Based on U.S. Census estimates and recent surveys by the Williams Institute and Gallup, there are approximately 27,000 LGBT people over 65 living in the Delaware Valley. As the Boomer generation matures, that number is expected to jump to over 55,000 by 2030. LGBT older adults face a wide variety of health challenges as they age. These challenges include maintaining a healthy amount of physical activity and getting enough nutrition from their diets. Many LGBT older adults live in environments where access to healthy food options may be scarce.
In order to address these and other health issues facing LGBT older adults, the LGBT Elder Initiative presented a free community forum on Saturday, October 25, 2014 called “Healthy Aging,” part of the LGBTEI Conversations series. The program was presented at Center in the Park, a senior center in the Germantown section of Philadelphia, PA.
“Healthy Aging” focused on the five pillars of healthy aging – physical activity, nutrition, social and community engagement, living environment, and spirituality and emotional wellness. Expert panelists discussed each pillar and offered helpful tips to maximize health and wellness.
Dr. Debra D. Williams, Ed.D, warmed up and energized the audience by leading everyone in gentle activity that included stretching and dancing. Integrating movement into daily life was a key aspect of Dr. Williams’ message that staying active has many long-term benefits, from improving overall well-being to preventing illness.
Social Engagement and Avoiding Social Isolation
Cynthia Wishkovsky, MSSA, highlighted the benefits to be gained from social activity. She emphasized that depression is common among older adults, but that becoming depressed is not a natural consequence of aging.
Physical Environment and Falls Prevention
Carolyn Cotlov, PT, shared expert tips for ensuring safety in the home.
Alesha Higgins, MSW, emphasized the key role nutrition plays in maintaining health for older adults.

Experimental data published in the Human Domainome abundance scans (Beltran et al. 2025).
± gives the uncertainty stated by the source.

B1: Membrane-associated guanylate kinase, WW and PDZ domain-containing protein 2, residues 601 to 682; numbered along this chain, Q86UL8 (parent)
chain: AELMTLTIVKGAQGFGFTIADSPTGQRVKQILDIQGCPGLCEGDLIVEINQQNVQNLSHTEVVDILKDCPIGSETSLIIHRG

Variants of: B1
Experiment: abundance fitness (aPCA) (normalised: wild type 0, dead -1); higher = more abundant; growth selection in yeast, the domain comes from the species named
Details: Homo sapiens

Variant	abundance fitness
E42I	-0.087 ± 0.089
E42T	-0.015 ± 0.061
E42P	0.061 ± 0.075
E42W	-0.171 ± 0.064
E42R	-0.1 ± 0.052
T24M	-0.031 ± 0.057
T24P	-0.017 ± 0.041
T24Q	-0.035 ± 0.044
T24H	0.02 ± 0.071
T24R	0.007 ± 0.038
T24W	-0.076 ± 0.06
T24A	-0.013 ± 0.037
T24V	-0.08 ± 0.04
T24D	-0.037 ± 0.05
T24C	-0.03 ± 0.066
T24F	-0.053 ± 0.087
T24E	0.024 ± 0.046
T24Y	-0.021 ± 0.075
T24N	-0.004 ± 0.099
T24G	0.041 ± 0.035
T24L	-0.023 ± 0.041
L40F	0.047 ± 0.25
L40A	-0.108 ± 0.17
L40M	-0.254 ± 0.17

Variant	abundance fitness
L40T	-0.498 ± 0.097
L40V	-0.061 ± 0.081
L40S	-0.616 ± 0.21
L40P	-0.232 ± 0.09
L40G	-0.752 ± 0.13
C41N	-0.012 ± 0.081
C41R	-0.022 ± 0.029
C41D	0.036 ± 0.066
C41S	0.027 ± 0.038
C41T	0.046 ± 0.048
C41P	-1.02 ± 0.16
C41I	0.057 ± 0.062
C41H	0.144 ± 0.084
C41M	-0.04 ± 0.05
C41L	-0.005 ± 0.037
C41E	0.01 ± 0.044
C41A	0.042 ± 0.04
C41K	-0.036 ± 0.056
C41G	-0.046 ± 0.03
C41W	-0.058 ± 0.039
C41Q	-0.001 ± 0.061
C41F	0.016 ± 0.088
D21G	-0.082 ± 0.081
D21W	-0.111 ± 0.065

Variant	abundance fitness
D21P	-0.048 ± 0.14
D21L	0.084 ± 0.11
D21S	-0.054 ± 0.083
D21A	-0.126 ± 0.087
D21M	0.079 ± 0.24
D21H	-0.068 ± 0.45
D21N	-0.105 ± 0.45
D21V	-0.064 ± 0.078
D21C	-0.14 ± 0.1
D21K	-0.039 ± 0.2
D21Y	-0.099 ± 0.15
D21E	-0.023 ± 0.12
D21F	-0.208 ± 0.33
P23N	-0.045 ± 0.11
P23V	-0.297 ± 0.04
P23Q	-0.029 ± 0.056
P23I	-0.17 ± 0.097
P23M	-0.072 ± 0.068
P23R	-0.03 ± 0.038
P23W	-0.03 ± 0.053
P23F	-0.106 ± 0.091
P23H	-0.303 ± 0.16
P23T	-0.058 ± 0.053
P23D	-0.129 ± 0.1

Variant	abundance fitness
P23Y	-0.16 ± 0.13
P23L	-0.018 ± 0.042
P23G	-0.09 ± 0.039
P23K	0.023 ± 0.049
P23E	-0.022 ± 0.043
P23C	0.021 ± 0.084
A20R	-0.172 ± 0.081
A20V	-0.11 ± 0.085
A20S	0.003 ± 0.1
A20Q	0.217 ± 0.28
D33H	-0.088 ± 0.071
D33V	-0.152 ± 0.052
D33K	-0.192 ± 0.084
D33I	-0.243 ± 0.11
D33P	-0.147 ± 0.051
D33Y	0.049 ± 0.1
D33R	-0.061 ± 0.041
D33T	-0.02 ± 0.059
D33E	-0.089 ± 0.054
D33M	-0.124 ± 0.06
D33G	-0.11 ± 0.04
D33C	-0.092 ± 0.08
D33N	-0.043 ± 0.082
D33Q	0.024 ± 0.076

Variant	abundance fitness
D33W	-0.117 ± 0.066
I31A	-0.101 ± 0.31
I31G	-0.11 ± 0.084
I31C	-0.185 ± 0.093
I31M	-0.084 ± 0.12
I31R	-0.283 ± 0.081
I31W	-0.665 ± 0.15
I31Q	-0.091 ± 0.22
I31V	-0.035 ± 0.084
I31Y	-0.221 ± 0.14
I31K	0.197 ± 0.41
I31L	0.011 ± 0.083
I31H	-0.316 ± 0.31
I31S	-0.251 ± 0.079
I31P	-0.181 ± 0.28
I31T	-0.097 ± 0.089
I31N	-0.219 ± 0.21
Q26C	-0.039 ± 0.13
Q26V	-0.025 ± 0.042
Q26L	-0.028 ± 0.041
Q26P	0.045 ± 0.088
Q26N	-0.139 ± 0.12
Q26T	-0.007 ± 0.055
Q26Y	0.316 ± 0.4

Spirituality and Well-being
Dr. Lucille W. Ijoy, Ed.D, addressed the importance of spirituality and maintaining connection to sources of meaning throughout life and forging new ones as circumstances change.
LGBT older adults face a number of barriers to staying socially and spiritually connected due to homophobia, biphiobia and transphobia. In a 2012 survey of the “Health and Service Needs of LGBT Older Adults,” the Public Health Management Corporation (PHMC) found that 39% of survey participants experienced at least one of a series of lifetime discriminatory experiences by a health care provider.
Access to culturally competent health education is critical to helping to empower LGBT older adults to age successfully. According to the National Council on Aging (NCOA), “nearly 90% of Medicare beneficiaries today have at least one chronic health condition, and 63% have two or more, and the need for consumers to manage these conditions through lifestyle modification and behavior change is increasingly viewed as central to achieving improved health and cost outcomes.”
Learning to better navigate their communities to meet their health needs is critical for LGBT older adults striving to live healthier lives in their current environments. Being able to effectively self-manage one’s health helps individuals successfully live independently and age in place. Moreover, making healthy decisions improves an individual’s overall quality of life and leads to greater physical and emotional wellness.
COLLABORATORS and SPONSORS
“Healthy Aging,” a part of the LGBTEI’s Conversations series of educational programs, was a collaborative effort of the Elder Initiative and Center in the Perk.
The program was made possible by the support of the Delaware Valley Legacy Fund (DVLF), Philadelphia Corporation for Aging (PCA) and Philadelphia Gay News (PGN)
Additional resources that were distributed at “Healthy Aging” are available at RESOURCES